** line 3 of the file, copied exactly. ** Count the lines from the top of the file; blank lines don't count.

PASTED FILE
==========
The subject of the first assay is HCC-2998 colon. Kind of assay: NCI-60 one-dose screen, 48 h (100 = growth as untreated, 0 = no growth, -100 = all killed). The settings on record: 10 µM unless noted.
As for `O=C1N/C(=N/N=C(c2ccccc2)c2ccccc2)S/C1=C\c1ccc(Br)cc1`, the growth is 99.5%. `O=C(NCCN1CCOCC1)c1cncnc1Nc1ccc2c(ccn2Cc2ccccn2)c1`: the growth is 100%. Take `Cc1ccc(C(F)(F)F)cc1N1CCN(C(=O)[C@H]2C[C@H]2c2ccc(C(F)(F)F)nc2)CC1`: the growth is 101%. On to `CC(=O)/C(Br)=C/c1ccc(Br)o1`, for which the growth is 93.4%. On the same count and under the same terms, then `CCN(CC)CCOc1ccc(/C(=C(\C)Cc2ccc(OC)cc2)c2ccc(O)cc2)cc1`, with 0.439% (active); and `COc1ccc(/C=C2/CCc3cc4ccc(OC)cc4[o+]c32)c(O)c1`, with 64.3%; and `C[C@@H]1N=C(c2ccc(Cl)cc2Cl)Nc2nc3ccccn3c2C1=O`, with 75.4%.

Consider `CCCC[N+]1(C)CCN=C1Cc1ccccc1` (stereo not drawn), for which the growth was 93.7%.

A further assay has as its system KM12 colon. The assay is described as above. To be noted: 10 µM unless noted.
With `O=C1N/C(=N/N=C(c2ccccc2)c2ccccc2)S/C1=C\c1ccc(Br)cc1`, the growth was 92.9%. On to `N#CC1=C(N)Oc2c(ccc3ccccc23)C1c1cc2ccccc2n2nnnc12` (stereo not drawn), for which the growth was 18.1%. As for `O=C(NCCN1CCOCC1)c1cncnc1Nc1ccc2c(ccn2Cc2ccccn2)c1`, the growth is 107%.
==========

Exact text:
Consider `CCCC[N+]1(C)CCN=C1Cc1ccccc1` (stereo not drawn), for which the growth was 93.7%.